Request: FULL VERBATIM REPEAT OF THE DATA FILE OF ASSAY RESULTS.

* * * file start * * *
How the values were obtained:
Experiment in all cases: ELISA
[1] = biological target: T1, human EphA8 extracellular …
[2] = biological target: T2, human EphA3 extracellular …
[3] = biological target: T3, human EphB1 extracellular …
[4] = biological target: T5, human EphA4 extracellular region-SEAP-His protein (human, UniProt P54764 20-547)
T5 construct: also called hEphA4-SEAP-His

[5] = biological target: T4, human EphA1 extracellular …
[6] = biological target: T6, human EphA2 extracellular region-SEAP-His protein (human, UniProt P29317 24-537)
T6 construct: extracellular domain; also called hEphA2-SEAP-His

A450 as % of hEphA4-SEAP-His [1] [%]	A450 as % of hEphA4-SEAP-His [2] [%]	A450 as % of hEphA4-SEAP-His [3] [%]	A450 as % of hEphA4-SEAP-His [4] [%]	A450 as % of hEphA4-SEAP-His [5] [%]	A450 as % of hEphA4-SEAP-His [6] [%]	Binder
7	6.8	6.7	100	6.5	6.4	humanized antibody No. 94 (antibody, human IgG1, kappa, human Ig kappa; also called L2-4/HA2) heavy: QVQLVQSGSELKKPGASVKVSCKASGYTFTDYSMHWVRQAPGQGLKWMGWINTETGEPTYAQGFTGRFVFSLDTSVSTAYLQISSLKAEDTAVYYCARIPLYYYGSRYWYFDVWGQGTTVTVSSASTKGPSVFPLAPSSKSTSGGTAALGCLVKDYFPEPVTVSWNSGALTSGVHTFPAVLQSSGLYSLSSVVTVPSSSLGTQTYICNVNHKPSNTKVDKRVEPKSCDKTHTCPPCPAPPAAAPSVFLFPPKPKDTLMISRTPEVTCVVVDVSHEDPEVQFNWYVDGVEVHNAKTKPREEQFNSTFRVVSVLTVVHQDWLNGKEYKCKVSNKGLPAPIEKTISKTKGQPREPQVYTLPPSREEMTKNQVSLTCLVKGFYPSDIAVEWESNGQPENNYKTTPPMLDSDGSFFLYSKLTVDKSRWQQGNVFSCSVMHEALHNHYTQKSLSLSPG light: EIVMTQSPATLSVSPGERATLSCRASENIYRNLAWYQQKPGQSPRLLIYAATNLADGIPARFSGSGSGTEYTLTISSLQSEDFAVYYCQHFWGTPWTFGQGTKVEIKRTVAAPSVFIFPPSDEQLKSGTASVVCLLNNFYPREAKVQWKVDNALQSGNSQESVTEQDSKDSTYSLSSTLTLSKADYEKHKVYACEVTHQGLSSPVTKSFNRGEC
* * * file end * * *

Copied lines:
How the values were obtained:
Experiment in all cases: ELISA
[1] = biological target: T1, human EphA8 extracellular …
[2] = biological target: T2, human EphA3 extracellular …
[3] = biological target: T3, human EphB1 extracellular …
[4] = biological target: T5, human EphA4 extracellular region-SEAP-His protein (human, UniProt P54764 20-547)
T5 construct: also called hEphA4-SEAP-His

[5] = biological target: T4, human EphA1 extracellular …
[6] = biological target: T6, human EphA2 extracellular region-SEAP-His protein (human, UniProt P29317 24-537)
T6 construct: extracellular domain; also called hEphA2-SEAP-His

A450 as % of hEphA4-SEAP-His [1] [%]	A450 as % of hEphA4-SEAP-His [2] [%]	A450 as % of hEphA4-SEAP-His [3] [%]	A450 as % of hEphA4-SEAP-His [4] [%]	A450 as % of hEphA4-SEAP-His [5] [%]	A450 as % of hEphA4-SEAP-His [6] [%]	Binder
7	6.8	6.7	100	6.5	6.4	humanized antibody No. 94 (antibody, human IgG1, kappa, human Ig kappa; also called L2-4/HA2) heavy: QVQLVQSGSELKKPGASVKVSCKASGYTFTDYSMHWVRQAPGQGLKWMGWINTETGEPTYAQGFTGRFVFSLDTSVSTAYLQISSLKAEDTAVYYCARIPLYYYGSRYWYFDVWGQGTTVTVSSASTKGPSVFPLAPSSKSTSGGTAALGCLVKDYFPEPVTVSWNSGALTSGVHTFPAVLQSSGLYSLSSVVTVPSSSLGTQTYICNVNHKPSNTKVDKRVEPKSCDKTHTCPPCPAPPAAAPSVFLFPPKPKDTLMISRTPEVTCVVVDVSHEDPEVQFNWYVDGVEVHNAKTKPREEQFNSTFRVVSVLTVVHQDWLNGKEYKCKVSNKGLPAPIEKTISKTKGQPREPQVYTLPPSREEMTKNQVSLTCLVKGFYPSDIAVEWESNGQPENNYKTTPPMLDSDGSFFLYSKLTVDKSRWQQGNVFSCSVMHEALHNHYTQKSLSLSPG light: EIVMTQSPATLSVSPGERATLSCRASENIYRNLAWYQQKPGQSPRLLIYAATNLADGIPARFSGSGSGTEYTLTISSLQSEDFAVYYCQHFWGTPWTFGQGTKVEIKRTVAAPSVFIFPPSDEQLKSGTASVVCLLNNFYPREAKVQWKVDNALQSGNSQESVTEQDSKDSTYSLSSTLTLSKADYEKHKVYACEVTHQGLSSPVTKSFNRGEC